What Is Liothyronine Used For?

Other Liothyronine Uses

The amount of thyroid hormones produced by the thyroid gland is controlled by another hormone, called thyroid-stimulating hormone (TSH). TSH is produced in the pituitary gland. If your thyroid hormones are low, TSH increases in order to stimulate your thyroid to make more. If your thyroid hormones are high, TSH is low, signaling the thyroid to make less hormones. An easy way to remember this is to note that TSH and thyroid hormone levels are usually opposite; if TSH is high, then thyroid hormones are usually low (and vice versa).
High TSH can stimulate the growth of a goiter (an enlargement of the thyroid gland). Therefore, giving extra thyroid hormone (in the form of liothyronine) will decrease TSH, which can help to shrink goiters.
Liothyronine can also be used in diagnostic tests. In people with normally functioning thyroids and pituitary glands, giving this drug will result in a decrease in uptake of iodine into the thyroid gland (to adjust for a decrease in thyroid hormone production, since the thyroid uses iodine to make thyroid hormones). A special radioactive form of iodine can be given, and its uptake into the thyroid gland can be measured. If the iodine uptake into the thyroid decreases significantly (by 50 percent or more) after giving liothyronine, this indicates that the thyroid can respond normally to signals from the pituitary gland. If it does not decrease, this indicates that the thyroid gland is not responding normally to signals from the pituitary gland.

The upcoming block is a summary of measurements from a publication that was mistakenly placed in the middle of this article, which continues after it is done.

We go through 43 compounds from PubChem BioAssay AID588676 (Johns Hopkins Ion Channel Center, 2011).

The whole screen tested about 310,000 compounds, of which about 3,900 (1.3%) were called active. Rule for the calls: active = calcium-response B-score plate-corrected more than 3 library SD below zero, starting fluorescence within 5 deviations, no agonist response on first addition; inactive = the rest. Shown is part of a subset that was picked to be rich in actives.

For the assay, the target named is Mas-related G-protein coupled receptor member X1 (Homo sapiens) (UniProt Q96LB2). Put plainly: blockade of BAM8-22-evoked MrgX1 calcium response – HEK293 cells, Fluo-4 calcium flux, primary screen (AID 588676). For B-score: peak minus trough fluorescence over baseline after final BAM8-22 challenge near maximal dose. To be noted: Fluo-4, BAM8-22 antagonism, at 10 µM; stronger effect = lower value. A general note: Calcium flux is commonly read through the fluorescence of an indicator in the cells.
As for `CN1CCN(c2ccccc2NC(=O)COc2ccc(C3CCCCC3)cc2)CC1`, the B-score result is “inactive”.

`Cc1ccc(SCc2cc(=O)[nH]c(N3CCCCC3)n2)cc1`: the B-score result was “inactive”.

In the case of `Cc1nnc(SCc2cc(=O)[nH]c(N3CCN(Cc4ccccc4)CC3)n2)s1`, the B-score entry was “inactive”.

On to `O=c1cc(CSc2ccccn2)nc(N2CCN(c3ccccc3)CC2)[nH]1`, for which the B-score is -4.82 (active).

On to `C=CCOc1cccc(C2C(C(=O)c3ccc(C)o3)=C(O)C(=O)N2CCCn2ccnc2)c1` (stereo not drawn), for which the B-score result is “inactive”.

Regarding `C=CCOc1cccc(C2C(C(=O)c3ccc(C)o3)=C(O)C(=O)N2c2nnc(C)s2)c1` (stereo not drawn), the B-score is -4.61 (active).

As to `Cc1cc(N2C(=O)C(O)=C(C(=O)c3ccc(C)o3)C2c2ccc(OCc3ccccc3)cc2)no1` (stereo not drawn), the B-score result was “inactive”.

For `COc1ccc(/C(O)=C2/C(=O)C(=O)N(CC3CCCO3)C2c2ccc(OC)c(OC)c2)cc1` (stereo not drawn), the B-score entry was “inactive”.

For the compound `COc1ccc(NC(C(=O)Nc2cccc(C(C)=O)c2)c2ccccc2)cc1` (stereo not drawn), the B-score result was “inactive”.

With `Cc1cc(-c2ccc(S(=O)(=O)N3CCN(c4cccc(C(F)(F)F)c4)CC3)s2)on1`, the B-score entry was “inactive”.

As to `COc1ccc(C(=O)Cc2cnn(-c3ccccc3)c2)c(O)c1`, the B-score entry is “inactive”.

How Does Liothyronine Work?

The thyroid gland makes two different thyroid hormones: levothyroxine (T4) and triiodothyronine (T3). Although T3 is much more active than T4, the thyroid usually produces more T4 than T3. The body can convert the T4 hormone into T3 as necessary. If your thyroid does not make enough thyroid hormones, there are a few different options to increase your levels.
Some forms of thyroid replacement combine T4 and T3 (such as natural thyroid replacement made from pig thyroids). However, such products are usually not the preferred option for most people. Synthetic (manufactured) thyroid hormones like liothyronine are less likely to cause allergic reactions, since they are not made from animal thyroids, and may provide for more precise control of thyroid levels. Although most people take a synthetic T4 thyroid replacement product (such as Synthroid®), some people may benefit from T3 replacement (such as liothyronine), either alone or in combination with a T4 medication. There is some thought that some people may not convert T4 into T3 appropriately, in which case a T3 product like liothyronine would work better.
Last reviewed by: Kristi Monson, PharmD
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